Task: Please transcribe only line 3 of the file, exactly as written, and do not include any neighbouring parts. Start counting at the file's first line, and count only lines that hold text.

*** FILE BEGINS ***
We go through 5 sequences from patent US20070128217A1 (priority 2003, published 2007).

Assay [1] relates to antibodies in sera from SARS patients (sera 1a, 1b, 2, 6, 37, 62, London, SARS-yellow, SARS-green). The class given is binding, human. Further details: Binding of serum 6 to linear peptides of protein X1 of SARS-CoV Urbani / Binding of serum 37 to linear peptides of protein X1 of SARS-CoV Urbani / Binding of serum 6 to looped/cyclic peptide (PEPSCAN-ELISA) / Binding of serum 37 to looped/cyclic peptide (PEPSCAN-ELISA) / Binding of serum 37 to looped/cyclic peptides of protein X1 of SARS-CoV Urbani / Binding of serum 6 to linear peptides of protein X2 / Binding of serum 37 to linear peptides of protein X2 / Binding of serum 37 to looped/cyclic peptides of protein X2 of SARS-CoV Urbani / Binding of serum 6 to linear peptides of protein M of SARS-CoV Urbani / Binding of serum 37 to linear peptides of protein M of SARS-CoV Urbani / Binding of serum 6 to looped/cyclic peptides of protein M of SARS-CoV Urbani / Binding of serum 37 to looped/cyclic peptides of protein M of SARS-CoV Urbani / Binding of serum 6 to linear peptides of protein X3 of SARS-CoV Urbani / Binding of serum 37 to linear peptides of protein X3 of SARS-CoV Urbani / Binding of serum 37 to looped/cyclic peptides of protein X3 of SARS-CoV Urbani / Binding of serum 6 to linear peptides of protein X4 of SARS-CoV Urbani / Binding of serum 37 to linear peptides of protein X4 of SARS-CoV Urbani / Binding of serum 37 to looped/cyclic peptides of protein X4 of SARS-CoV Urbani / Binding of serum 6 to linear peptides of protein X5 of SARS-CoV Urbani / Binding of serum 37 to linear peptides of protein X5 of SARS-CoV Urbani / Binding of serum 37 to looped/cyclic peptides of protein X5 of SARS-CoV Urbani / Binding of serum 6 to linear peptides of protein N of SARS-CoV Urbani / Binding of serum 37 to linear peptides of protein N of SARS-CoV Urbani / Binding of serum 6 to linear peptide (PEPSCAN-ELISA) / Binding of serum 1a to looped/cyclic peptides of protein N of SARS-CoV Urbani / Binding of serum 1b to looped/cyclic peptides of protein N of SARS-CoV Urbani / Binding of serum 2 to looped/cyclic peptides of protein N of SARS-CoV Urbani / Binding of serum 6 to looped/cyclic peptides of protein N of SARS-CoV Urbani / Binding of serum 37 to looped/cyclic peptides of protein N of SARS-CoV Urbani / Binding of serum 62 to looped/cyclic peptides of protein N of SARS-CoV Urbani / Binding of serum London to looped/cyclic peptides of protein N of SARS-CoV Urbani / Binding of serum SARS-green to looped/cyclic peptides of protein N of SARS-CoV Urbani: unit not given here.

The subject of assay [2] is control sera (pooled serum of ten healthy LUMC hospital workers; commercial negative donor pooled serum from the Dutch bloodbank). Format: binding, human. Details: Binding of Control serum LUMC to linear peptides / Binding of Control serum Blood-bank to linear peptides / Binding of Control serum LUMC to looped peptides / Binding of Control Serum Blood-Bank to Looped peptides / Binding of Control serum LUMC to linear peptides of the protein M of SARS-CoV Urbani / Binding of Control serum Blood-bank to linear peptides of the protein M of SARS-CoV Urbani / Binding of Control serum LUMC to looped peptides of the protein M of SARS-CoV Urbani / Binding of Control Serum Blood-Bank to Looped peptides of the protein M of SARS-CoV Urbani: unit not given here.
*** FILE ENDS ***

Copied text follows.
The subject of assay [2] is control sera (pooled serum of ten healthy LUMC hospital workers; commercial negative donor pooled serum from the Dutch bloodbank). Format: binding, human. Details: Binding of Control serum LUMC to linear peptides / Binding of Control serum Blood-bank to linear peptides / Binding of Control serum LUMC to looped peptides / Binding of Control Serum Blood-Bank to Looped peptides / Binding of Control serum LUMC to linear peptides of the protein M of SARS-CoV Urbani / Binding of Control serum Blood-bank to linear peptides of the protein M of SARS-CoV Urbani / Binding of Control serum LUMC to looped peptides of the protein M of SARS-CoV Urbani / Binding of Control Serum Blood-Bank to Looped peptides of the protein M of SARS-CoV Urbani: unit not given here.